How many times have people on impulse trotted out an emotional email and pressed ‘send’ later to regret it? Or, don’t regret it at all because they believe they are protected by anonymity. (Living in Canberra and with friends in the AFP, there is very little anonymity on the Internet unless you are close to a genius on a computer). Especially moreso with the new anti-terror laws. It seems anonymity changes they way we behave to each other, normal social constraints and moral principles seem to go out the window if we think we can’t be found out. Anonymity and naivety create a new ‘false bravery’ when we get on social media and it is becoming a legal minefield. It seems when anonymous relationships don’t matter, that ‘other’ people who are ‘strange’ to us can be victimized, harassed and bullied. Indeed, such behavior shows that the troll doesn’t know the person whom they attack. So how does this affect safety?
Safety is a relational activity. Un-safety affects people, people get hurt when things are unsafe. When people get hurt all of their relationships change, including relations to one’s self. Unfortunately what we do affects us, our method becomes our meaning and our discourse shapes our worldview. Trolling says much more about the trolls than it does about the ‘person’ they attack. Pretty soon the troll loses any sense of moral compass and they soon believe their own lies. There is no dialogue or relational reference point when someone is on social media, it’s just the troll in the privacy of their own space. The more people engage in unethical behavior on social media, the more this behavior trickles down to other parts of their lives, pretty soon they justify disconnectedness from others. Trolling ‘hardens’ the person who trolls, compassion diminishes, care is unimportant, empathy reduces and individualism reigns.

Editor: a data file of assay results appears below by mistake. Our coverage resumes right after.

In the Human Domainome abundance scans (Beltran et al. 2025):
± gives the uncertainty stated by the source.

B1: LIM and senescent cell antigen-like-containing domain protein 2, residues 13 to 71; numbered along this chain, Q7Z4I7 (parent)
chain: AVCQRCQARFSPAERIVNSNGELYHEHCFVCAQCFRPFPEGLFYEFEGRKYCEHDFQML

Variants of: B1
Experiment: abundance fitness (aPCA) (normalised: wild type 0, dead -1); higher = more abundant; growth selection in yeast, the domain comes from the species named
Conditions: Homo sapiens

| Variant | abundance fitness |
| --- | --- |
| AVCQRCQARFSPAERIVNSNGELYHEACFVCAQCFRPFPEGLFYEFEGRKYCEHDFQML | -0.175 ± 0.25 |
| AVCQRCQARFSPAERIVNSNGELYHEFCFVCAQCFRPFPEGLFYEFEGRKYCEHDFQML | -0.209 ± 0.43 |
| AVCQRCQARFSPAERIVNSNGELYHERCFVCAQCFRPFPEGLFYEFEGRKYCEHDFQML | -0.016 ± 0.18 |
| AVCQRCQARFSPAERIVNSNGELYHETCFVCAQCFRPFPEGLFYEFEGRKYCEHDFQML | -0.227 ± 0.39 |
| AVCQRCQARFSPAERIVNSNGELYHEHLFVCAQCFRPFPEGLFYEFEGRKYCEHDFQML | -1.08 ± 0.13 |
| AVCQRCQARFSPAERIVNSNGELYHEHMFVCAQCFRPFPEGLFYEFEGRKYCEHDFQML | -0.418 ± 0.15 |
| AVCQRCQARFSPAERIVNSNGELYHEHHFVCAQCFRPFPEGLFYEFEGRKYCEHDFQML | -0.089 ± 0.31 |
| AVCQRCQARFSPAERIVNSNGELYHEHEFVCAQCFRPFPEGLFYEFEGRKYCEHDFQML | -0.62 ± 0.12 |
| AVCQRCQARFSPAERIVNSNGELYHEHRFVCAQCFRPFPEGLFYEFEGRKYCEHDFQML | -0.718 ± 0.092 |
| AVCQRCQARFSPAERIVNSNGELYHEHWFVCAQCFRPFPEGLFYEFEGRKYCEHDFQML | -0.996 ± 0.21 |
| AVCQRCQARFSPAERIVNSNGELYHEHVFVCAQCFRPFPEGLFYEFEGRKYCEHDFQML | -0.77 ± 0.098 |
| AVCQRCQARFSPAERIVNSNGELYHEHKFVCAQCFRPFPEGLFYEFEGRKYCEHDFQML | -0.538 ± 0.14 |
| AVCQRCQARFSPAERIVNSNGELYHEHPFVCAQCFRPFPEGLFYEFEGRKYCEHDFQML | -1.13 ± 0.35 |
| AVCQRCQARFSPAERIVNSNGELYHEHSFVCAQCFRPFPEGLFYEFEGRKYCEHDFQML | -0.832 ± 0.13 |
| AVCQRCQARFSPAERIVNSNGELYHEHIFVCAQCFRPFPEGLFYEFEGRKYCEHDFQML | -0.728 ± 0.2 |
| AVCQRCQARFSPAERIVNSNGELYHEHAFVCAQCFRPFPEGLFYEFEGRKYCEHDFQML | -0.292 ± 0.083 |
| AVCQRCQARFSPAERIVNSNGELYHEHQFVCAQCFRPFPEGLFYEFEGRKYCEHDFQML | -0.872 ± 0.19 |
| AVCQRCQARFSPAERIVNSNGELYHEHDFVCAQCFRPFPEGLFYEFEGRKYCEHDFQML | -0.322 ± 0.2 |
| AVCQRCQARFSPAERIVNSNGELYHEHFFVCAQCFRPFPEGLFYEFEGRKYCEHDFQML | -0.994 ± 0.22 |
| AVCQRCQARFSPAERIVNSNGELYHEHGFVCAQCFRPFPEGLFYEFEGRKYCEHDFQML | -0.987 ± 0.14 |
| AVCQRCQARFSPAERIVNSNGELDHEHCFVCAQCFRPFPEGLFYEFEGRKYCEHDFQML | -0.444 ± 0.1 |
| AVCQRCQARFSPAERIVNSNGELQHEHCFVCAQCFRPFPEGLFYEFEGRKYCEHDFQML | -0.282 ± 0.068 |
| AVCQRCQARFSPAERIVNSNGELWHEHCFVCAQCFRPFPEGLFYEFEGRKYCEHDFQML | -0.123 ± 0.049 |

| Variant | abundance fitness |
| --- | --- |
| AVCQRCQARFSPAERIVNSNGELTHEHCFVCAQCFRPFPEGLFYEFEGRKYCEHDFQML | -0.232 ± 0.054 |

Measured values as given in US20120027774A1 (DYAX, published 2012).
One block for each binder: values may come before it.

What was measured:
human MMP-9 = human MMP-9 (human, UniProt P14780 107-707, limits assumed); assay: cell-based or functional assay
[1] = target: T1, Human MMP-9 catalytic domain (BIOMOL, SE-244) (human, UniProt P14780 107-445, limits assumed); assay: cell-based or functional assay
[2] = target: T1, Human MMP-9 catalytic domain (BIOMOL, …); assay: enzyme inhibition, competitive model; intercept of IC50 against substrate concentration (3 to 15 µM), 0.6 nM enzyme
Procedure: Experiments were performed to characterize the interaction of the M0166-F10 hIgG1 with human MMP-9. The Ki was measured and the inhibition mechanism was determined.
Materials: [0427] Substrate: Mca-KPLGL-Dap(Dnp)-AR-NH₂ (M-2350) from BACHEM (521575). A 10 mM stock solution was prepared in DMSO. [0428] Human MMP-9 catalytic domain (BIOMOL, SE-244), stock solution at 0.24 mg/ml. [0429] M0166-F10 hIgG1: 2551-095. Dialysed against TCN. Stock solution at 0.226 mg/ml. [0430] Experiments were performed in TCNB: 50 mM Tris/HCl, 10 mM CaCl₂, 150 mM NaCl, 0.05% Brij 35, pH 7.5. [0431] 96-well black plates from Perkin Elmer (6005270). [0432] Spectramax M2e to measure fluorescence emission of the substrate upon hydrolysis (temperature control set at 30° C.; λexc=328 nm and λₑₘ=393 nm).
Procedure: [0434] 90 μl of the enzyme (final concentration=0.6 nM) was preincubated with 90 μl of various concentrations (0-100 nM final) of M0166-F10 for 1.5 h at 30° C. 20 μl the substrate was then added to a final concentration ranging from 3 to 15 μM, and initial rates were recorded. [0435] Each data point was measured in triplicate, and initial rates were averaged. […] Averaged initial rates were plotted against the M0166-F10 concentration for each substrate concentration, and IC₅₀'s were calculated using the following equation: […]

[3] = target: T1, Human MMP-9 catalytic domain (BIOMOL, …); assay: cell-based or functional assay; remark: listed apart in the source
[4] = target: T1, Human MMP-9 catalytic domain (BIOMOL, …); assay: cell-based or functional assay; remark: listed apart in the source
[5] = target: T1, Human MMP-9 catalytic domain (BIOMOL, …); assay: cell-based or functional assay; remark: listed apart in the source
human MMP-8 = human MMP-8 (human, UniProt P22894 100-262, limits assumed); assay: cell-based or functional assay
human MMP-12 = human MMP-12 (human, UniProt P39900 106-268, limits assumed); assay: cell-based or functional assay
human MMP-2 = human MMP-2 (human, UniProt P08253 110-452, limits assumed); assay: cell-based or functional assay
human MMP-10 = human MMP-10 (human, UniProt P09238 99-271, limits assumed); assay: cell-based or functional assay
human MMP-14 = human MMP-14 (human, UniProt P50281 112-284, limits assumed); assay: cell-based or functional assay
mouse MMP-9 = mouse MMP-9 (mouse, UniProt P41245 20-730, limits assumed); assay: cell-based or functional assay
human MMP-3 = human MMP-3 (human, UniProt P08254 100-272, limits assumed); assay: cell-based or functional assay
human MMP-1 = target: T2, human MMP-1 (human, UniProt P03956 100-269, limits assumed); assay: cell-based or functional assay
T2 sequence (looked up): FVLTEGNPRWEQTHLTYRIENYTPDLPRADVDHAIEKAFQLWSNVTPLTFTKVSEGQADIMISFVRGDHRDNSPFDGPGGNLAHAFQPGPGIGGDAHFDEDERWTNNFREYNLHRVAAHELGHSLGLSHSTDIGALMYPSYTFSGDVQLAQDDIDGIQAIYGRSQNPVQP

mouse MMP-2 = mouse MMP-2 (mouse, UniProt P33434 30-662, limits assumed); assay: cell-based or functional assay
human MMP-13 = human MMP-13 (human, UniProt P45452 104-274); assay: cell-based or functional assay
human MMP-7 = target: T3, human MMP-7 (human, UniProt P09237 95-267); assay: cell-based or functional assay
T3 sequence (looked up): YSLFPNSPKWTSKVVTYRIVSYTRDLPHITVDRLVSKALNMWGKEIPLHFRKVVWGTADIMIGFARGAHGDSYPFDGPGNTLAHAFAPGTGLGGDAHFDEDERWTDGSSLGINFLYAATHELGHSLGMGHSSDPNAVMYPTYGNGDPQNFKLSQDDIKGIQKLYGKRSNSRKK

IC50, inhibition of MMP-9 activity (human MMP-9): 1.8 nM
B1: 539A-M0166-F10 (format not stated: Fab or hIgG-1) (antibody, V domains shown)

Unfortunately, social media is not a very ‘social’ space and according to Keen (http://icer.msu.edu/person/andrew-keen) (http://www.youtube.com/watch?v=YAf__0k0l-c) (http://www.research-live.com/news/technology/social-media-risks-triggering-privacy-crisis-warns-andrew-keen/4003657.article ), it has become a very dumb down space. I know many academics (including myself) who don’t write on Linkedin Groups any more because of trolls. I have my own evidence from this site that trolls become liars and are deluded, all for sake of ‘fun and entertainment’. So, one effect of social media on safety is a continued dumbing down of discussion. Rather than enabling discussion and debate, such is now disabled. The evolution of Linkedin Groups is but one example of this phenomena.